LONDON, Nov 28 (Reuters) – The publisher of a controversial
and much-criticised study suggesting genetically modified corn
caused tumours in rats has withdrawn the paper after a yearlong
investigation found it did not meet scientific standards.
Reed Elsevier’s Food and Chemical Toxicology
journal, which published the study by the French researcher
Gilles-Eric Seralini in September 2012, said on Thursday the
retraction was because the study’s small sample size meant no
definitive conclusions could be reached.
DOHA/LONDON, Nov 28 (Reuters) – Scientists have found cases
of Middle East Respiratory Syndrome (MERS) in camels in Qatar,
health officials said on Thursday, fuelling speculation that
camels might be the animal reservoir that allowed the virus to
infect and kill humans.
The SARS-like coronavirus, which emerged in the Middle East
last year and has killed almost 40 percent of the around 170
people so far infected, was found in three camels in a herd in a
barn also linked to two human cases of MERS infection.
LONDON (Reuters) – A “pandemic of over-regulation” of opioid-based painkillers such as morphine and fentanyl means billions of cancer patients around the world suffer intolerable pain, researchers said on Thursday.
Describing what they said was a “scandal of global proportions”, researchers from the Global Opioid Policy Initiative (GOPI) said governments that over-regulate should consider the unintended consequences of restricting access to medicines and change their approach.
LONDON (Reuters) – Some 131,000 people were newly infected with HIV in Europe and nearby countries in 2012, an 8 percent rise from a year earlier and a worrying reversal of a recent downward trend in AIDS cases in the West.
A report published by the World Health Organisation’s (WHO) European office and the European Centre for Disease Prevention and Control (ECDC) showed a steady increase in new HIV cases over the last year, but by far the majority of cases were in Eastern Europe and Central Asia.
LONDON (Reuters) – Millions of patients worldwide taking effervescent, dispersible and soluble medicines have an increased risk of heart attacks and strokes because of the high salt content of such drugs, scientists said on Wednesday.
Researchers from Britain’s University of Dundee and University College London found that with some “fizzy” versions of painkillers, vitamin supplements or other common medicines, taking the maximum daily dose would on its own exceed daily recommended limits for sodium, the main component of salt.
LONDON (Reuters) – Britons are having sex from their teens until well into their 70s and experimenting with experiences and techniques once dismissed as deviant, according to a major series of scientific studies of sexual behavior.
But while people may have expanded their sexual repertoire over the past decade, both men and women also told researchers they were having sex less often.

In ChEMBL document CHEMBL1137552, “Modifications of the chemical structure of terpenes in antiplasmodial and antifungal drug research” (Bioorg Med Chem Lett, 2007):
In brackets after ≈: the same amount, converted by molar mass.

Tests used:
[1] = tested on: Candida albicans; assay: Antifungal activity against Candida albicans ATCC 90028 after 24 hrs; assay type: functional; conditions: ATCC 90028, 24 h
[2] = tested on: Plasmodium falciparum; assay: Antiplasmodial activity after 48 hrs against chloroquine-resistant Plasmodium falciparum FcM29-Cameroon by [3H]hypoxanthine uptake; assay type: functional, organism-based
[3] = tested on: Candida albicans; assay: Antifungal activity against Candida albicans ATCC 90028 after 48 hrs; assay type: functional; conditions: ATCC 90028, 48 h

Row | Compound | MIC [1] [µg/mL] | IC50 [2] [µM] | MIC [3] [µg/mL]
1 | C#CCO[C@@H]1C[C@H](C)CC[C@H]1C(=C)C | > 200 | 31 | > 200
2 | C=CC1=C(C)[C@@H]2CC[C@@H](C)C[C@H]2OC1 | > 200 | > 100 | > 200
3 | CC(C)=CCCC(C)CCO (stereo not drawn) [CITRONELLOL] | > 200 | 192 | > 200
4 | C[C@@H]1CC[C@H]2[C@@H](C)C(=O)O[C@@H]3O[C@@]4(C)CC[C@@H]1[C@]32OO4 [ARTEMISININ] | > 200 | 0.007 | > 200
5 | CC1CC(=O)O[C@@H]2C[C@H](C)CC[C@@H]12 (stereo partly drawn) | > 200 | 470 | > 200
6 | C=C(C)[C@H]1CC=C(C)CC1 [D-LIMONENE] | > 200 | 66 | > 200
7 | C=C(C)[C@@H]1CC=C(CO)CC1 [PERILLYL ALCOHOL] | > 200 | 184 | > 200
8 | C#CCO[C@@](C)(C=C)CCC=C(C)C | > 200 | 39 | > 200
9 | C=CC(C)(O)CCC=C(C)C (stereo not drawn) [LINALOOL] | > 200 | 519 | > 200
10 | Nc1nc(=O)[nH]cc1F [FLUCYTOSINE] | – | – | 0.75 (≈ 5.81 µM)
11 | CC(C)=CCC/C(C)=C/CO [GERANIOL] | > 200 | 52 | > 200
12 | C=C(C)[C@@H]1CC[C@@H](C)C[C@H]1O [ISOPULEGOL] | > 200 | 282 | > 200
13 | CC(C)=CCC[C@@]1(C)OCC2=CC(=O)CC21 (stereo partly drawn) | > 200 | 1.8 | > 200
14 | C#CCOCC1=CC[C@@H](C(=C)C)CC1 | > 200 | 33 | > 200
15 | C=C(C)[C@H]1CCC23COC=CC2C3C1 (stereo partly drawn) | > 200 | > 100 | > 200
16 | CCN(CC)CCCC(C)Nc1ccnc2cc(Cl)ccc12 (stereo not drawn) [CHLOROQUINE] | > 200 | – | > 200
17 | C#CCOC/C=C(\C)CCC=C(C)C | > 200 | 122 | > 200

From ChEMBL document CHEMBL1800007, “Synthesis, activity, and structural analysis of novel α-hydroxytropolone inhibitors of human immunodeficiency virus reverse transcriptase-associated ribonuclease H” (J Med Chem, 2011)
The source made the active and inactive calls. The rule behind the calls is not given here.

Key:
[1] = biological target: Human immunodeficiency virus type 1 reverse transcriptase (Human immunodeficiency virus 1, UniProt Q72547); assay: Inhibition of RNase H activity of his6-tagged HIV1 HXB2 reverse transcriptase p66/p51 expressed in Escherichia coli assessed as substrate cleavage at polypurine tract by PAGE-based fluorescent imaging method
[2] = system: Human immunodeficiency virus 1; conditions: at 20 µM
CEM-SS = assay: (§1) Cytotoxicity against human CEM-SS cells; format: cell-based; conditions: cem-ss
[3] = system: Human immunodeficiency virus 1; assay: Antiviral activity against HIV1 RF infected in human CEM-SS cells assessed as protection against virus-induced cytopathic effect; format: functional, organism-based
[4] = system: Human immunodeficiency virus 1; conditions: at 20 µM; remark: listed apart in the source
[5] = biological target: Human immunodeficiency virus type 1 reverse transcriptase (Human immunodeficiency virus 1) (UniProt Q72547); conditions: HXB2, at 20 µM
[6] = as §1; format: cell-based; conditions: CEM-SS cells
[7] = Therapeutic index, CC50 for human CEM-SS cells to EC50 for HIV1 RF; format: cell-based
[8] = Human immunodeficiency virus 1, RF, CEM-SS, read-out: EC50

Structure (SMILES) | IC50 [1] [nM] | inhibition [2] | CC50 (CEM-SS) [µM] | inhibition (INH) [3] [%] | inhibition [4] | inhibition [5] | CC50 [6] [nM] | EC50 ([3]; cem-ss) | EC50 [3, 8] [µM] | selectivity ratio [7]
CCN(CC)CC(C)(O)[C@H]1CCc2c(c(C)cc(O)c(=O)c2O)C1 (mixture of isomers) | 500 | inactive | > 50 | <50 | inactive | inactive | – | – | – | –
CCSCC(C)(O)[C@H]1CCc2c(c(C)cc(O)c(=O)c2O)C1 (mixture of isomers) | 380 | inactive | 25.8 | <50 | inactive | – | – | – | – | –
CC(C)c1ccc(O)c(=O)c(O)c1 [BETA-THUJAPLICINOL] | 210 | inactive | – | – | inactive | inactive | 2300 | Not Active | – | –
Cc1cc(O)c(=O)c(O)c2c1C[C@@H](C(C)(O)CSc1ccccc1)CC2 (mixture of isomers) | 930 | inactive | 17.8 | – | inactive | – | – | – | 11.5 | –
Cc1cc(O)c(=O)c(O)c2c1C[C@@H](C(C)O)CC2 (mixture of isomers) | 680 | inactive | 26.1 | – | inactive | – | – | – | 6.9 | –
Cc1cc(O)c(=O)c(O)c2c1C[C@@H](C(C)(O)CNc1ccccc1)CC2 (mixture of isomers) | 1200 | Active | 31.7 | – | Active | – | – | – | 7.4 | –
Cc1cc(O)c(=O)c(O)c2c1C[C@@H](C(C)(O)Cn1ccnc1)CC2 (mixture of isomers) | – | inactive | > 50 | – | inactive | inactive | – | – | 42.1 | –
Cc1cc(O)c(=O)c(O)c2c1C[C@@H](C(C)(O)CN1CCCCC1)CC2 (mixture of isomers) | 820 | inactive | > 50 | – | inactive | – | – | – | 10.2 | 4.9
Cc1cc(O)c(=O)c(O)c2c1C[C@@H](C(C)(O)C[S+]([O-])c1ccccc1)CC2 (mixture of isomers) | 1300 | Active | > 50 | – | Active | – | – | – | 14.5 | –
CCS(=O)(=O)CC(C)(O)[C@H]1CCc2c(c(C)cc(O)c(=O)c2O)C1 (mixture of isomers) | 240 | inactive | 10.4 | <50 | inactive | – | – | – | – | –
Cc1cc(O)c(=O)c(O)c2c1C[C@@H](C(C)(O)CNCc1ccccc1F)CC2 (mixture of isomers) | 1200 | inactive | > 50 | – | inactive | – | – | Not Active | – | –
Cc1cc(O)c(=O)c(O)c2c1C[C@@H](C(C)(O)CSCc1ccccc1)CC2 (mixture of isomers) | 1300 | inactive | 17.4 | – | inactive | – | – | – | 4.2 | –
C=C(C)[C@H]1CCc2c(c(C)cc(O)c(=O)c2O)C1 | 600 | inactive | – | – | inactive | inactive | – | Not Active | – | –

LONDON (Reuters) – Progress in the battle against AIDS is widely divergent in different African countries, so much so that to talk about “AIDS in Africa” as one epidemic needing a single approach has become an anachronism, campaigners said on Tuesday.
In an analysis of the state of the global fight against the human immunodeficiency virus (HIV) and AIDS, the advocacy group ONE said that while some African countries had reached a “tipping point” against the disease, others lag far behind.
LONDON (Reuters) – Steroid injections given to pregnant women before they deliver a premature baby may increase the risk of the child developing behavioural and emotional problems later in life, researchers said on Friday.
Mothers who are expected to give birth prematurely are often given an infusion of glucocorticoids, steroids that mimic the natural hormone cortisol, to try to help the baby’s lungs mature more swiftly.
LONDON (Reuters)- Bangladesh has had 40 years of exceptional progress in health, with infant mortality down, life expectancy up and good disease control, all despite being one of the world’s poorest countries, researchers said on Thursday.
Most often in the news for its poverty or natural or manmade disasters, such as a factory fire that killed 1,129 people in April, Bangladesh was described in studies published on Thursday as a “remarkable success story” and one of the “great mysteries of global health”.
LONDON (Reuters) – Total health spending fell in one of three OECD nations between 2009 and 2011, with poor people in countries hardest hit by the financial crisis at risk of longer-term problems due to reduced access to medicines and check-ups, the OECD said on Thursday.
The drop is a sharp reversal of strong growth in health spending in the years prior to the financial crisis, the Paris-based organization said, and makes it all the more important that governments work to make healthcare systems more productive, efficient and affordable.